‘Quantum leap in recycling’ offers new hope in the fight to tackle plastic waste 

A headline on these pages last year proclaimed wishcycling won’t protect the planet but a new innovation being pioneered in Finland might just put plastics on the road to a circular future.

In developing a ‘process that can affordably convert most of the world’s waste plastics back to usable virgin grade materials an infinite number of times’, Olefy Technologies, a spin out from the world-renowned VTT research institute, offers a breakthrough solution in plastics recycling. One that could finally shift the needle on the rather static 8% or so of plastics recycled annually.

“Olefy is a quantum leap in recycling that will change the way the world views plastic by making it truly circular and guiding us even faster towards carbon neutrality,” says Antti Vasara, CEO of VTT. 

Being able to recycle an infinite number of times while maintaining the quality each time is a game changer.

“One of the problems with current recycling methods is that the quality degrades every time plastic is recycled. After several rounds of mechanical recycling, the quality becomes too poor, and the plastic is no longer usable and goes to a landfill. With the Olefy recycling process, the quality of the plastic is equal to virgin grade, so it can be recycled indefinitely and materials no longer need to end up in landfills,” says Matti Nieminen, Head of Technology at Olefy. “In essence, Olefy will make it possible for plastic to be a true part of the circular economy.”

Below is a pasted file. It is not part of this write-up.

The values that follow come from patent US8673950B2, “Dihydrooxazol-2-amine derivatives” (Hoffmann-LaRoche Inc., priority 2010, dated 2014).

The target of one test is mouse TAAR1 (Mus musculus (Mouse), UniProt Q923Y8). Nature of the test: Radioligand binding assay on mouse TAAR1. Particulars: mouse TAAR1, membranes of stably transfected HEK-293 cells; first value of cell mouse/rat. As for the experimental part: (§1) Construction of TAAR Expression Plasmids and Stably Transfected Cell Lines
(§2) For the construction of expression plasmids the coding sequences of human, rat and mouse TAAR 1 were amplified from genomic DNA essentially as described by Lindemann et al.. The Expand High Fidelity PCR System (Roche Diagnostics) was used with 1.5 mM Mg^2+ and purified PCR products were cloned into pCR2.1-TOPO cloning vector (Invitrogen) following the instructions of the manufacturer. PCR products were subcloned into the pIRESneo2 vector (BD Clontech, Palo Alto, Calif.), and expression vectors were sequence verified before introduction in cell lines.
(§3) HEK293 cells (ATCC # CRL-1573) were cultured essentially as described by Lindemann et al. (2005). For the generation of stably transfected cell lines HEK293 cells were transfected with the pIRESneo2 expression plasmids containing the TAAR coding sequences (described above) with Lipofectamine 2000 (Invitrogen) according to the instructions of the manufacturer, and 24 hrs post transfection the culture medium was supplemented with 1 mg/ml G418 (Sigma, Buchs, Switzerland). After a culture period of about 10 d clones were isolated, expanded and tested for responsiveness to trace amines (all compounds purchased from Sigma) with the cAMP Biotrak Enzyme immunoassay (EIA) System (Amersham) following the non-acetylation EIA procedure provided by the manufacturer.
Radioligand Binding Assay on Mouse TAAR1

Another advantage to the process is it can be done without using Naphtha, a crude oil product typically used to manufacture plastic.

“The economic benefits of having virgin grade components from recycled materials can completely change the dynamic of global oil consumption. Olefy will significantly reduce the need to use new oil for making plastic and maybe even create a new economic incentive to clean up plastic from land and water as it becomes a valued commodity,” adds Nieminen.

The Olefy pilot is currently running successfully at a VTT centre in Finland and the company is now in discussion with potential partners and investors, with the first industrial demonstration operation due to be operational by 2026.

The post ‘Quantum leap in recycling’ offers new hope in the fight to tackle plastic waste  first appeared on Innovators magazine.

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